23 Article Frequency of use and predictors of cancer-directed surgery in the management of malignant pleural mesothelioma in a community-based (Surveillance, Epidemiology, and End Results [SEER]) population. 2010

Flores, Raja M / Riedel, Elyn / Donington, Jessica Scott / Alago, William / Ihekweazu, Ugonna / Krug, Lee / Rosenzweig, Kenneth / Adusumilli, Prasad S / Carbone, Michele / Pass, Harvey I. ·Division of Thoracic Surgery, Mount Sinai Medical Center, New York, New York 10029, USA. Raja.flores@mountsinai.org ·J Thorac Oncol · Pubmed #20871264.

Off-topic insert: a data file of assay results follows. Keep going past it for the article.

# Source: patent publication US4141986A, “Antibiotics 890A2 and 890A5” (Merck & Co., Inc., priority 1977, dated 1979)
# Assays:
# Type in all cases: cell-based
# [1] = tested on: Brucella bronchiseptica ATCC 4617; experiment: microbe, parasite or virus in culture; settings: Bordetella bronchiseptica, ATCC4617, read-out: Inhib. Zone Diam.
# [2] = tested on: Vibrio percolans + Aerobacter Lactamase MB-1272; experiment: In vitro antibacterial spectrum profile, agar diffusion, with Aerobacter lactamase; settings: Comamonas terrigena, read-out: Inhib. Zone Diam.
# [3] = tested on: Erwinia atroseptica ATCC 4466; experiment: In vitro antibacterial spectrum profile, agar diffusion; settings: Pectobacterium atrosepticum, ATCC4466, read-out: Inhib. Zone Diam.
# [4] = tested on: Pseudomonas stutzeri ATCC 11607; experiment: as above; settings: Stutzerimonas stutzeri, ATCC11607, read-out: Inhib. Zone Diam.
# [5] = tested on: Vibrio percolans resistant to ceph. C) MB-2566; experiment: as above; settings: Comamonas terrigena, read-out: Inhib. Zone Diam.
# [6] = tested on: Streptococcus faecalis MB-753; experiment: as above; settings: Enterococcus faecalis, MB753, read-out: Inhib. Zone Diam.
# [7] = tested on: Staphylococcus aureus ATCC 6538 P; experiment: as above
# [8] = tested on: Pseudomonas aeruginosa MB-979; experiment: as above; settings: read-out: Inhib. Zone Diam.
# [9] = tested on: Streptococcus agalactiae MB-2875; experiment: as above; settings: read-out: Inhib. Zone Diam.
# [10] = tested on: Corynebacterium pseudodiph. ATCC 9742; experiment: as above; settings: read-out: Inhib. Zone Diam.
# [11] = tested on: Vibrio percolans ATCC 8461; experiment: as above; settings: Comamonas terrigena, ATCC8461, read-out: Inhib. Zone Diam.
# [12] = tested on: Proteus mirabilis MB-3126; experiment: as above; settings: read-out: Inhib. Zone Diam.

ABSTRACT: INTRODUCTION: Surgical intervention rates for mesothelioma patients treated at specialized tertiary hospitals are well more than 42%. Mesothelioma surgical strategies in the community are less well defined. This study evaluates the frequency of use and predictors of cancer-directed surgical intervention in a nontertiary-based population and the predictors for surgical intervention. METHODS: The Surveillance, Epidemiology, and End Results database was searched from 1990 to 2004. Variables analyzed included age, sex, race, year of diagnosis, region, vital status, stage, surgery, and reasons for no surgery. The association of patient variables on receipt of cancer-directed surgery was evaluated using χ(2) tests and logistic regression. The incidence of mesothelioma was also evaluated over this period of time. RESULTS: Pathologically proven malignant pleural mesothelioma was identified in 1166 women and 4771 men. The rate of cancer-directed surgery was 22% (n = 1317). Significant predictors of receiving cancer-directed surgery included race, age, and stage (all p < 0.0001). A landmark analysis on the effect of cancer-directed surgery on survival after adjusting for patient and disease characteristics demonstrated a hazard ratio of 0.68 (p < 0.0001). The incidence rate of malignant pleural mesothelioma has remained constant. CONCLUSIONS: The rate of surgical intervention in the community is lower compared with tertiary referral centers. Age, stage, and race predict the likelihood of receiving cancer-directed surgery. A lower rate of cancer-directed surgery and worse overall outcome were observed in black patients. As part of quality assurance, referral of patients to centers with multidisciplinary programs that include thoracic surgical expertise should be considered.